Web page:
First published back in December of 2014, Ray Cluley’s novella ‘Within The Wind, Beneath The Snow’ was originally written for inclusion in the Spectral Press publication ‘The 13 Ghosts Of Christmas’ (2012), however upon submission, publisher and editor Simon Marshall-Jones saw a greater potential in the story, and instead released it as a standalone publication including ‘Bonus Material’ comprising of five additional short stories.
Being part of Sirius, Gjerta Jørgensen was part of the world’s only military dogsled team; responsible for patrolling more than eight thousand miles of Greenland’s north-east coast, the largest national park in the world and one of the least hospitable places on Earth.
Gjerta was travelling north to Danmarkshavn with Søren Olsen and their twelve dogs. Their sledge should have been thirteen dogs strong, but they had lost Lykee. A loss that had made more of a difference than they had expected.
Nevertheless they carried on. In December, five-hundred miles north of the Arctic Circle, it was dark twenty-four hours a day. Average temperatures were around twenty-five below zero. And as beautiful as Greenland could be, the desolation of it, the isolation, could torture a weak mind.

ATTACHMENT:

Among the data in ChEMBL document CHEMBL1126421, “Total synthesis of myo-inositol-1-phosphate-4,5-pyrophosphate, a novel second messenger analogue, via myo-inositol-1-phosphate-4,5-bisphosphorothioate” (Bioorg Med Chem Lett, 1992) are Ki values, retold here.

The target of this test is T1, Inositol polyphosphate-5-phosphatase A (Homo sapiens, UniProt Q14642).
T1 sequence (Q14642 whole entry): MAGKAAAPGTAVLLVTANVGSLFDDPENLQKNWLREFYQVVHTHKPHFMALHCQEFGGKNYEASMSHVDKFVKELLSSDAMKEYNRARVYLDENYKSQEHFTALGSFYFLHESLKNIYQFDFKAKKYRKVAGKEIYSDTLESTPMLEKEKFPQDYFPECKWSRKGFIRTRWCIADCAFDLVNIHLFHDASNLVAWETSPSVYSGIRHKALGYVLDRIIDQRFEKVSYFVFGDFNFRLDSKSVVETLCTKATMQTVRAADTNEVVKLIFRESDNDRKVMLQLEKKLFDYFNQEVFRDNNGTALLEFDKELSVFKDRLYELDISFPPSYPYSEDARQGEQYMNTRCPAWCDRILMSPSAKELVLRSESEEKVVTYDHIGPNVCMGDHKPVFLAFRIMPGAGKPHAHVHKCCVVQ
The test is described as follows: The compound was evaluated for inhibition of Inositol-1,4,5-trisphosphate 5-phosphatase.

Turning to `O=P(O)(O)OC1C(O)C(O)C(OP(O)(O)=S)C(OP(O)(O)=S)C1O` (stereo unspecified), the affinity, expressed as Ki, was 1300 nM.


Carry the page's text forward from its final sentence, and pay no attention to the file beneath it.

Gjerta knew that being the only female in the Sirius team she would be treated different. It was a tough job. But one she had grown up with. When she was ten her father would take her out into the snow-covered woods at night to teach her there was more to the woods than what you could see in the day. But sometimes she heard other sounds in the woods. Sometimes she would hear words. It hid inside the wind, in the shadows, beneath the snow, and when it spoke its voice had no words, but Gjerta heard them all the same. It said it was coming, it was always coming, and she would never be ready, even though it warned her.
Gjerta knew there were darkteeth in the woods. They lived amongst the trees and in the shadows between them. And they were always there. Hidden. Quietly waiting. Out of sight, but always in her mind…
With ‘Within The Wind, Beneath The Snow’, author Ray Cluley has painted a deeply evocative and wonderfully atmospheric vision of the sub-zero snow-covered expanses of north-east Greenland during the relentless dark winter months. I’m sure it’s not doing the story any disservice in saying that Cluley’s depiction of this incredibly hostile backdrop itself is what really makes the short. It’s what defines the tale. And it enwraps every frozen sentence. Every snow-covered paragraph. Every frost-bitten chapter.